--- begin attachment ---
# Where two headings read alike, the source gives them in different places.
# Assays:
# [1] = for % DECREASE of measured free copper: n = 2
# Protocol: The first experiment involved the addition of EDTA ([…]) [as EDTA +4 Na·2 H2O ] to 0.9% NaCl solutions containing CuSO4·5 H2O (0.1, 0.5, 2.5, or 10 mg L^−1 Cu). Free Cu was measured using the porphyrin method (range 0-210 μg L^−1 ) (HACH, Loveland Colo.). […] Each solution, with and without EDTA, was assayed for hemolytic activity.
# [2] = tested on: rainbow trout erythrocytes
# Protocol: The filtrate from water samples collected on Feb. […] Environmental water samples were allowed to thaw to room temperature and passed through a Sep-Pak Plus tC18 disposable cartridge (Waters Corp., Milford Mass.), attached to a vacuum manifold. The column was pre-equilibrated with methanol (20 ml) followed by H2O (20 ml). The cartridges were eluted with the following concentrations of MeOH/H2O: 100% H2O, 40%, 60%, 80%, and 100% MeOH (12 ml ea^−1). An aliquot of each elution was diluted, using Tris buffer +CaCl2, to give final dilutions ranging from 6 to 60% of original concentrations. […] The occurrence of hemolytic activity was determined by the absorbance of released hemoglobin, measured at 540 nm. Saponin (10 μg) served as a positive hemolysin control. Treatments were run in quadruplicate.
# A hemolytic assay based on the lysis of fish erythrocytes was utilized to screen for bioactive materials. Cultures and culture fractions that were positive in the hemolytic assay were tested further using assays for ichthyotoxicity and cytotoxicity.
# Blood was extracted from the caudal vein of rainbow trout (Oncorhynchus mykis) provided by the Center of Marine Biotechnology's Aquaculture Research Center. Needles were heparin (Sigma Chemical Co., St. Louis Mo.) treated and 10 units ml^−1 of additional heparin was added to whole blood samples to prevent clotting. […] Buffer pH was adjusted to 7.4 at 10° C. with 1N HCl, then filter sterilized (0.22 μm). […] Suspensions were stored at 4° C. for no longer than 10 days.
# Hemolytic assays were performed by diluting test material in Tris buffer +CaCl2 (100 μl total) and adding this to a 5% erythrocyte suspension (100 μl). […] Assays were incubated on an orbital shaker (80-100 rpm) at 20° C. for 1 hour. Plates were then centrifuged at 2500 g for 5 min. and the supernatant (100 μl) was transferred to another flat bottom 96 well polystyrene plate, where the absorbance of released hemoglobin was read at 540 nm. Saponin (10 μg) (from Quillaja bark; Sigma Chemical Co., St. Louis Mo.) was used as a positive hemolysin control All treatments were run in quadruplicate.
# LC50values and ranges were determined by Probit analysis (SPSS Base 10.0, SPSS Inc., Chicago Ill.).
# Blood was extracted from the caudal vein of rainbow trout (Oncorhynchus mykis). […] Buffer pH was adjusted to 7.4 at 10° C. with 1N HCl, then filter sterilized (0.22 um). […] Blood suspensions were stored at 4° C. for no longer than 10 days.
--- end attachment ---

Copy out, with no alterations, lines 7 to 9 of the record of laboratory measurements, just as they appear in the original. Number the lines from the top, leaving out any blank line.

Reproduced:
# A hemolytic assay based on the lysis of fish erythrocytes was utilized to screen for bioactive materials. Cultures and culture fractions that were positive in the hemolytic assay were tested further using assays for ichthyotoxicity and cytotoxicity.
# Blood was extracted from the caudal vein of rainbow trout (Oncorhynchus mykis) provided by the Center of Marine Biotechnology's Aquaculture Research Center. Needles were heparin (Sigma Chemical Co., St. Louis Mo.) treated and 10 units ml^−1 of additional heparin was added to whole blood samples to prevent clotting. […] Buffer pH was adjusted to 7.4 at 10° C. with 1N HCl, then filter sterilized (0.22 μm). […] Suspensions were stored at 4° C. for no longer than 10 days.
# Hemolytic assays were performed by diluting test material in Tris buffer +CaCl2 (100 μl total) and adding this to a 5% erythrocyte suspension (100 μl). […] Assays were incubated on an orbital shaker (80-100 rpm) at 20° C. for 1 hour. Plates were then centrifuged at 2500 g for 5 min. and the supernatant (100 μl) was transferred to another flat bottom 96 well polystyrene plate, where the absorbance of released hemoglobin was read at 540 nm. Saponin (10 μg) (from Quillaja bark; Sigma Chemical Co., St. Louis Mo.) was used as a positive hemolysin control All treatments were run in quadruplicate.